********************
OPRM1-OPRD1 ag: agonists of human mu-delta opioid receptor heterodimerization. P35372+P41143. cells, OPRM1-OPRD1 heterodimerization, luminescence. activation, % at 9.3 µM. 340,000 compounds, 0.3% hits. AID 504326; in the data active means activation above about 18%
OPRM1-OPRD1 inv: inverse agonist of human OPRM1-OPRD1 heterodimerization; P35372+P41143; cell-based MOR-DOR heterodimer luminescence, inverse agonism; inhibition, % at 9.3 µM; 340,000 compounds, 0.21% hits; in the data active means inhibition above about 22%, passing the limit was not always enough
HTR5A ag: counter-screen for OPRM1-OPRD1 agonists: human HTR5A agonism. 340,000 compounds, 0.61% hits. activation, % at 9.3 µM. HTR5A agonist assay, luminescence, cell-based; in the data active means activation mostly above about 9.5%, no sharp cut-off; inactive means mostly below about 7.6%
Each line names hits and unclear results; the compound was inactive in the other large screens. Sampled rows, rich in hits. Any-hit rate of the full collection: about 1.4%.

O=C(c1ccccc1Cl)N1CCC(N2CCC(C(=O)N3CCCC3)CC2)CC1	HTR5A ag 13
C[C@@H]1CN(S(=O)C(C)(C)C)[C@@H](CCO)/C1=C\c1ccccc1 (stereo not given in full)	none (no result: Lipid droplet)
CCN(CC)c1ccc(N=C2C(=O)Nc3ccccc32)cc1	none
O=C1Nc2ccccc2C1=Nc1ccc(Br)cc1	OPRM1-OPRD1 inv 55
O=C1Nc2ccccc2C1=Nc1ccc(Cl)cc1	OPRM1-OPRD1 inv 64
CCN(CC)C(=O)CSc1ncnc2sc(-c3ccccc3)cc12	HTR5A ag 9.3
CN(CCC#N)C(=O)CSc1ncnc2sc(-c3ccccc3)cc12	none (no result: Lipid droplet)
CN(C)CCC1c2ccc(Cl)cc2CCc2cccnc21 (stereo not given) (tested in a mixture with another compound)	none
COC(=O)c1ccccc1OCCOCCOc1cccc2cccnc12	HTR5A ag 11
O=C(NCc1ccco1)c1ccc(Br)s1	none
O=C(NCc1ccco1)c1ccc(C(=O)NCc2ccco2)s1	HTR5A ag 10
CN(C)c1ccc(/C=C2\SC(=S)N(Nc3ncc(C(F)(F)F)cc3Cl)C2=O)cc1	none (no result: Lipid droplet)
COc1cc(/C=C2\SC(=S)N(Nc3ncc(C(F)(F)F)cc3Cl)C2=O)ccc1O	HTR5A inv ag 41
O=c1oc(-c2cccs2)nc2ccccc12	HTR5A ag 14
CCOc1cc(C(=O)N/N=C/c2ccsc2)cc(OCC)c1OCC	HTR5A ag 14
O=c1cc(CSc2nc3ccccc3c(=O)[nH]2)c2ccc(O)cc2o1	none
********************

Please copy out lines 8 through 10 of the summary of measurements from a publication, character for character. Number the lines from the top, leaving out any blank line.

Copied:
O=C1Nc2ccccc2C1=Nc1ccc(Br)cc1	OPRM1-OPRD1 inv 55
O=C1Nc2ccccc2C1=Nc1ccc(Cl)cc1	OPRM1-OPRD1 inv 64
CCN(CC)C(=O)CSc1ncnc2sc(-c3ccccc3)cc12	HTR5A ag 9.3